CIA corners the market on surplus weaponsBy Bruce Edwards
STAFF WRITER | February 07,2013Century International Arms didn’t start out buying and selling surplus weapons that governments were happy to unload for a price.
The company that morphed into North America’s largest surplus firearms dealer started off innocently enough selling used office equipment. In 1961, William Sucher was selling used office equipment in Montreal when, as the story goes, one of his customers traded him a few military rifles for office equipment.
The deal was so profitable that Sucher, with the help of his brother-in-law Manny Weigensberg, never looked back and turned their sights on rounding up surplus weapons from around the world. Sucher and Weigensberg passed away some time ago.
According to the Secretary of State’s office, the company is now owned by four members of the Sucher family.
The company operates a manufacturing and distribution facility in the Arrowhead Industrial Park in Georgia with its corporate headquarters in Delray Beach, Fla.
In addition to surplus weapons, Century also sells new firearms, knives, swords, ammunition, scopes and accessories.
The company is licensed by the Bureau of Alcohol, Tobacco, Firearms and Explosives as a manufacturer and importer of firearms and destructive devices.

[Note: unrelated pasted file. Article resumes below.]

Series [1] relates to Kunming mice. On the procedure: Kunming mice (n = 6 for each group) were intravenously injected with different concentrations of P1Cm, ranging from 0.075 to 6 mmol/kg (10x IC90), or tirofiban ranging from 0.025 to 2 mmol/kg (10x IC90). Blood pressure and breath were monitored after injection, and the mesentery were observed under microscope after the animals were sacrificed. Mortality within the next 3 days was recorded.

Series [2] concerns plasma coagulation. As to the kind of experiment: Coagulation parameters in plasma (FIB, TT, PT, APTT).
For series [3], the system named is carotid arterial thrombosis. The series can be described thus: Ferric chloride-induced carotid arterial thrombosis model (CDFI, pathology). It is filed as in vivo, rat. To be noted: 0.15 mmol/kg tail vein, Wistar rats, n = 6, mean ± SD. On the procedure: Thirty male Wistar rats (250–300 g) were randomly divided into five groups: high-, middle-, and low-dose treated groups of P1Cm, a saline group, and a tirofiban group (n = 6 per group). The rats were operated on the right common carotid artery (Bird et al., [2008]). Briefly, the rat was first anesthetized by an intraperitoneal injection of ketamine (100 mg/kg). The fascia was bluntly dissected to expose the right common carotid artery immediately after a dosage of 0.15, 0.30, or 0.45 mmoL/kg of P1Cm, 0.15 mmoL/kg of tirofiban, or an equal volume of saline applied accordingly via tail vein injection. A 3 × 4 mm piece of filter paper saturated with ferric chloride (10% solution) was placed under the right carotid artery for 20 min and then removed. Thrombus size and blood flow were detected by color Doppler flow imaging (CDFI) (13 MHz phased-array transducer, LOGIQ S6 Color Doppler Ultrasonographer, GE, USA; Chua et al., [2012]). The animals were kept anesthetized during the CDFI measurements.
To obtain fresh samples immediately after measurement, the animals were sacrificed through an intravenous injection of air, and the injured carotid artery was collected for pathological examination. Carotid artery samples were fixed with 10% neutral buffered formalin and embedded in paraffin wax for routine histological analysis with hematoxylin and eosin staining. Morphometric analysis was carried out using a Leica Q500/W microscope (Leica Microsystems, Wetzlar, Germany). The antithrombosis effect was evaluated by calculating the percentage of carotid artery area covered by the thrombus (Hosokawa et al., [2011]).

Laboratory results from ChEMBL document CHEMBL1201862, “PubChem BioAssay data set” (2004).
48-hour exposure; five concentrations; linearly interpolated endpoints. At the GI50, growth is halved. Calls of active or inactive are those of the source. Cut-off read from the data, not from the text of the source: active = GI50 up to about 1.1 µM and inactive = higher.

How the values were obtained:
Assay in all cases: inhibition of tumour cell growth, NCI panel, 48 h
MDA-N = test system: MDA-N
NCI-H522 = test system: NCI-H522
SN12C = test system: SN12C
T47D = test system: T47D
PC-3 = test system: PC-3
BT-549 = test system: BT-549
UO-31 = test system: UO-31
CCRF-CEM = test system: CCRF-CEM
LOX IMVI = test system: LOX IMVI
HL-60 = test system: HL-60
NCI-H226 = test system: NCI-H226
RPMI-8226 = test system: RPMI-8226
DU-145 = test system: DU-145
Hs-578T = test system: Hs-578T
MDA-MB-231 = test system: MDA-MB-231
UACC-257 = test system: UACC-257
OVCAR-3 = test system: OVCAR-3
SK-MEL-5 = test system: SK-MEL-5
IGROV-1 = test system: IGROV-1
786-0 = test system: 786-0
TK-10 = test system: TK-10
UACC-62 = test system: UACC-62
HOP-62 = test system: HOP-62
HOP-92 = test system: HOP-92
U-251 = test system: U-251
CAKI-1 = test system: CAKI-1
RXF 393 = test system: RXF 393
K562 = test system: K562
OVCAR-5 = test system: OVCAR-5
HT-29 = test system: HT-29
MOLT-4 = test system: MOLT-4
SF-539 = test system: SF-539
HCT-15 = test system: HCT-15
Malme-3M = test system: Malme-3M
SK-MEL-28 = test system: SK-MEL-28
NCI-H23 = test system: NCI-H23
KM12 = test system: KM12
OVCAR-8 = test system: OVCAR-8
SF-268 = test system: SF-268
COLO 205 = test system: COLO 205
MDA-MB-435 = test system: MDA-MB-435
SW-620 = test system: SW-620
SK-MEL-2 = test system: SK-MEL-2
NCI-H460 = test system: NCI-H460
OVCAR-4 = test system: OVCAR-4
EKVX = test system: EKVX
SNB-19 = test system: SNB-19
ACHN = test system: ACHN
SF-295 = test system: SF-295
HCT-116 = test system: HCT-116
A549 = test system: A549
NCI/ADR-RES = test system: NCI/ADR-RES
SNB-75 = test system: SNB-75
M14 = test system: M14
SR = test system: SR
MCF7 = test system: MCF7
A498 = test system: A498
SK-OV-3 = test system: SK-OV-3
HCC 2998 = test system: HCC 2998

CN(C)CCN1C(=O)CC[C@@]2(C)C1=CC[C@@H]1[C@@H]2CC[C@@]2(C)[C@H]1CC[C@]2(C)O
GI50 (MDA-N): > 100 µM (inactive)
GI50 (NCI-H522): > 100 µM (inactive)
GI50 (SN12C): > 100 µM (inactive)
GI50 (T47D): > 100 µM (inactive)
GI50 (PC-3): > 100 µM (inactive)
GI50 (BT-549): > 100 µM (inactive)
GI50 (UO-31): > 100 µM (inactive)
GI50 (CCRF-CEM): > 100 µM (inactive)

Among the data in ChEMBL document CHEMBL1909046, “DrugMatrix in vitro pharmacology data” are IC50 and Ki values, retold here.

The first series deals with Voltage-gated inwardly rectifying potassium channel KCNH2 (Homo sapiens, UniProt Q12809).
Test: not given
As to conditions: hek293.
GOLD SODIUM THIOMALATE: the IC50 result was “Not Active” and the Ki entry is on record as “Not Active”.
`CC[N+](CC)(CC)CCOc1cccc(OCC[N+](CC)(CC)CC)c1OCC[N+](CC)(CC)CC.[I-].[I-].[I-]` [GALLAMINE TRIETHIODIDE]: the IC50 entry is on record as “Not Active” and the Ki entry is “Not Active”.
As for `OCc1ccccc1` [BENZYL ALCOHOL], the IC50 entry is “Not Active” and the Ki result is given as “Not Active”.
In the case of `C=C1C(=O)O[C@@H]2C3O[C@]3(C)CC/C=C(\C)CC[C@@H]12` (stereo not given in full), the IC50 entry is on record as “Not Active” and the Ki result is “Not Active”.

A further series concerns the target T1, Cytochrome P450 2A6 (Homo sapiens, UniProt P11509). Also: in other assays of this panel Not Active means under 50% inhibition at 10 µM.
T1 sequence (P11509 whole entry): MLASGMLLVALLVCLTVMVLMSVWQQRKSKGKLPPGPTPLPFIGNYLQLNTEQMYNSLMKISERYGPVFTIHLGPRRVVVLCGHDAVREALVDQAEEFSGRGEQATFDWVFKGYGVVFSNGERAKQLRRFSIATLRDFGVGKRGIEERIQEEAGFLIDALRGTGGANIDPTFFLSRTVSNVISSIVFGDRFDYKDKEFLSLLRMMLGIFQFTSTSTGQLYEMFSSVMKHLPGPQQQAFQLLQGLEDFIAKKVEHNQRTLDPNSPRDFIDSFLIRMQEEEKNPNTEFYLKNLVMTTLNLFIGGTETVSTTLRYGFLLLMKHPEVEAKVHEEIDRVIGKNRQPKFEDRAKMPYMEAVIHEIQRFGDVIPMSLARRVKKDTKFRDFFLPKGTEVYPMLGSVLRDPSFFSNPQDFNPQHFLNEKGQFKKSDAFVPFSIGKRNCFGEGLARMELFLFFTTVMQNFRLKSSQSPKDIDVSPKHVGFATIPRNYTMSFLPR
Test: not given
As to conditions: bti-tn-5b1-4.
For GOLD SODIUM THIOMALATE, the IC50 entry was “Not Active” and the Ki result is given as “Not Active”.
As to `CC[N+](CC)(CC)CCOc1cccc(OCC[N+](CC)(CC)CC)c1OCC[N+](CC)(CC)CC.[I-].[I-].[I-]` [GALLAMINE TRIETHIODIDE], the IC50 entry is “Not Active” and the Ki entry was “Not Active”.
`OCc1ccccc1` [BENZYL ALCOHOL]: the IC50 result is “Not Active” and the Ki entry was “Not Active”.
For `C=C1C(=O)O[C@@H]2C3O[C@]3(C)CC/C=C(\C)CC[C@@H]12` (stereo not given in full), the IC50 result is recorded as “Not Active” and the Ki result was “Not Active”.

Tim Smith, executive director of the Franklin County Industrial Development Corp., said the company keeps to itself.
“We do not have much contact with them,” Smith said. “We’ve tried but not with a lot of luck.”
Smith said at one time Century was located in a former railroad building in St. Albans. He said the company consolidated its operations several years ago to a 100,000-square-foot building in a private industrial park in Georgia.
Since the school shootings in Connecticut, the focus of gun control advocates has been to ban the sale of military-style semiautomatic weapons and large capacity magazines.
The Senate Judiciary Committee is considering legislation to curb gun violence, including restrictions on military style semiautomatic weapons and large magazines or clips. Sen. Patrick Leahy, D-Vt., is the the committe’s chairman.
Leahy, Sen. Bernard Sanders, I-Vt.,and Rep. Peter Welch, D-Vt., were asked whether they were troubled, especially in the aftermath of the Sandy Hook Elementary School shootings, that the largest distributor of semiautomatic weapons in the country is doing business in Vermont.
They issued a joint statement saying that the company has a right to conduct business as long as it’s in compliance with the law.
“They are engaged in a lawful business just as others are that are involved in firearms commerce, employing many Vermonters,” the emailed statement read. “Like all federal firearms licensees, they are subject to oversight by several federal agencies, including the State Department and ATF, and that is appropriate. Congress currently is considering possible changes to address gun violence, and we welcome this debate. And if Congress approves new steps to address gun violence, we are confident that Vermont businesses would comply with them.”
Company officials declined to be interviewed for this story but Brady Toensing, a lawyer who represents the company, provided emailed answers to several questions submitted by the Rutland Herald.
Toensing’s response was that the company supports proposals that can prevent future tragedies but not restrictions on the sale of firearms.